- Go to the grocery store TODAY. Local supplies dwindle quickly leaving the shelves of most stores empty within a couple of days before the arrival of a storm. Stock up and store these items:
- Water. You should have on hand at least one gallon of water per person, per day for at least three days, but preferably two weeks.
- Non-perishable ready-to-eat foods that do not require refrigeration or cooking and little or no water. Examples: ready-to-eat canned meats and fruits; canned juices; milk; high energy foods including peanut butter, jelly, crackers, granola bars, trail mix; comfort foods including cookies, hard candy, instant coffee, tea, etc.
- Special dietary foods.
- Prescription medication. You should have at least a two-week supply of your medications.
- Make a PLAN and a LIST. Find out if your are in an evacuation zone. If you are, decide where you will go if you need to evacuate — a relative’s house, a friend’s house or perhaps a hotel. Make a list of articles you will need to take along if you have to evacuate (this includes your disaster supplies kit). If you plan on staying in your home, make a list of what supplies you will need for your disaster supplies kit.
- Store valuables and documents in waterproof containers. This includes birth certificates and these important documents.
- Prepare and secure your home. Keep trees and shrubs trimmed loose branches picked up. Buy, cut and prepare plywood for installation to protect windows and glass doors, and wood to brace double-entry garage doors at the top and bottom. If a storm should threaten, clear your yard of lawn furniture, potted plants, bicycles, trash cans, etc. Leave swimming pools filled and super-chlorinated.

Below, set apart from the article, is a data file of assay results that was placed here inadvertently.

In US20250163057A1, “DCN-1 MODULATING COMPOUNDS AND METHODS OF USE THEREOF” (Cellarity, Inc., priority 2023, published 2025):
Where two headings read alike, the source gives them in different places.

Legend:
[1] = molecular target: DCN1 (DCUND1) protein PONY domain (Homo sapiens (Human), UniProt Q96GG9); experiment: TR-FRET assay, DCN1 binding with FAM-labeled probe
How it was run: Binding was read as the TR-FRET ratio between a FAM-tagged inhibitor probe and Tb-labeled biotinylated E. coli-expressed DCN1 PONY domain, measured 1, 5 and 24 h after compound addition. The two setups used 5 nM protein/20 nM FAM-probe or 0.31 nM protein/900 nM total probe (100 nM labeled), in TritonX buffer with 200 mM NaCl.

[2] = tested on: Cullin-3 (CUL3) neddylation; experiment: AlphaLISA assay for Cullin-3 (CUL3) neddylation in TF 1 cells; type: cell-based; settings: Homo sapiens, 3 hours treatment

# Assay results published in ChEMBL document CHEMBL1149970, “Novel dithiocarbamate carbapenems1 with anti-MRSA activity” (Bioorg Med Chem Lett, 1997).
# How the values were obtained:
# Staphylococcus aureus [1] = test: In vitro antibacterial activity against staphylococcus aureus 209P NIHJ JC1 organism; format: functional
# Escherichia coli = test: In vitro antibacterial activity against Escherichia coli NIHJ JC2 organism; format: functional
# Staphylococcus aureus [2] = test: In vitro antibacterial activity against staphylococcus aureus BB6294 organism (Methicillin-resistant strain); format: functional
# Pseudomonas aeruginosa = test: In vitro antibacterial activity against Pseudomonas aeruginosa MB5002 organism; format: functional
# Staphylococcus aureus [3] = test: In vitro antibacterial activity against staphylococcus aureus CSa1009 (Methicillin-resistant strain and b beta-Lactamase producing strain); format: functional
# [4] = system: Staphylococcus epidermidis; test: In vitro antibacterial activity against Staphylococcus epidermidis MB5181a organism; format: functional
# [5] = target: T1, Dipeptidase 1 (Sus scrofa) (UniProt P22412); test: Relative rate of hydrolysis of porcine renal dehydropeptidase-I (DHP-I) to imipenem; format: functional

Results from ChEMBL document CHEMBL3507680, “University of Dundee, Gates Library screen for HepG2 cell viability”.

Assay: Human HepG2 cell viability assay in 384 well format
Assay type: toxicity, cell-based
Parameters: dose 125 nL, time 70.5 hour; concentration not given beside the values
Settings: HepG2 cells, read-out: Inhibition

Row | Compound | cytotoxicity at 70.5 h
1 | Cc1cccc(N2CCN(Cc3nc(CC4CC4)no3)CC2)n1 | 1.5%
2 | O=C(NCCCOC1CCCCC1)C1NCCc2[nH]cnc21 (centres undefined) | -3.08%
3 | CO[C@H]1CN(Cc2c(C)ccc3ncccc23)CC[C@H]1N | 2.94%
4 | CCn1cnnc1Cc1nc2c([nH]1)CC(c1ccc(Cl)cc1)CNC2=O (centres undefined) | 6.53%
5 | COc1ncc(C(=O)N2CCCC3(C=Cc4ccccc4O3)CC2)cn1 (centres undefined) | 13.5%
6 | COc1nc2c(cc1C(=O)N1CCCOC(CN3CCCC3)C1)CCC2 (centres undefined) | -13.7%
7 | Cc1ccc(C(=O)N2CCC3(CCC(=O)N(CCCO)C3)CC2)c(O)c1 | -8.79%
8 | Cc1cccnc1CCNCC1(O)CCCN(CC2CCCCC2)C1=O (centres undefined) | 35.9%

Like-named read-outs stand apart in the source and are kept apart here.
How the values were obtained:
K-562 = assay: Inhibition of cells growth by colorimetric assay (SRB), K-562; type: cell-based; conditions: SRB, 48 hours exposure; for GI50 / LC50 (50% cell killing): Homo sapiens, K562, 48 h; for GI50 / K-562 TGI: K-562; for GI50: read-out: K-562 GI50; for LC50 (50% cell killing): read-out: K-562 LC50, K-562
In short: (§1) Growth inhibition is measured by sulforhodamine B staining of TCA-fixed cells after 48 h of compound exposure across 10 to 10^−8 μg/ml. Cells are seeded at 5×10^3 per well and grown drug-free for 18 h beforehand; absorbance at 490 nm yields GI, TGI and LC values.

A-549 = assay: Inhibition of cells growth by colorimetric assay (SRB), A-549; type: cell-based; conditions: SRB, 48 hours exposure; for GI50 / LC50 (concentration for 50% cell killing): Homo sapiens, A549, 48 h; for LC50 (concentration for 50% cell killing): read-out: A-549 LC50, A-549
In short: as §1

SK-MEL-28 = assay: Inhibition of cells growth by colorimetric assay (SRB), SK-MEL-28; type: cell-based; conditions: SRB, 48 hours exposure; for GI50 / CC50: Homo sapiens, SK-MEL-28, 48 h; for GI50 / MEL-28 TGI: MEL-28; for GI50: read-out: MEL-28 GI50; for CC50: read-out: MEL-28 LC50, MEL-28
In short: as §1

- Pets. Red cross disaster shelters cannot accept pets because of the states’ health and safety regulations and other considerations. Service animals who assist people with disabilities are the only animals allowed in Red Cross shelters. It may be difficult, if not impossible, to find shelter for your animals in the midst of a disaster, so it is best to plan ahead.
- Make sure all dogs and cats are wearing collars and securely fastened, up-to-date identification. Attach the phone number and address of a friend or relative outside the disaster area to your pet’s ID tag.
- Make sure your pet’s vaccinations are up to date.
- Keep a current photo of your pet with you.
- Do not leave your pet unattended during a hurricane. A secure room, a few days supply of food and water does not mean your pet will be safe.
- Call ahead to confirm temporary housing arrangements for your pets. Temporary shelters DO NOT allow pets. Some hotels/motels do allow pets, but an additional fee and/or security deposit is necessary and these accommodations fill up
- Check your disaster supplies kit. Your disaster supplies kit should contain the following:
- Flashlights and several sets of batteries for each member of the family.
- Portable radio and batteries.
- Drinking Water. A supply of one gallon per person, per day for a minimum of three days.
- Non-perishable Food. A two-week supply is best.
- Special dietary foods.
- Non-electric can opener.
- Prescription medications. Always keep a two-week supply on hand.
- Infant supplies that include sterile water, diapers, ready formula, bottles, etc.
- Mosquito repellent.
- First aid kit including a first aid book, bandages, antiseptic, tape, compresses, aspirin and nonaspirin pain reliever, antidiarrhea medication and antacid.
- Distress flag and/or whistle.
- Toilet paper, paper towels and pre-moistened towelettes.
- Camera and film.
- Coolers. One to keep food and another to transport ice.
- Plastic tarp, roofing paper, nails, tools, etc.
- Plastic trash bags.
- Clean-up supplies including a mop, buckets, towels, disinfectant, etc.
- Water purification kit. Tablets, plain chlorine and iodine.
- If you evacuate take the supplies above and also take:
- Personal hygiene items such as toothbrush, toothpaste, deodorant, etc.
- Extra clothing, shoes, eyeglasses, etc.
- Pillows, blankets, sleeping bags, cots or air mattresses, folding chairs or lawn chairs.
- Turn off electricity, water and gas.
- Lock windows and doors.
- Let relatives know where you are going.
Ways to Stay Informed
NOAA Weather Radio All Hazards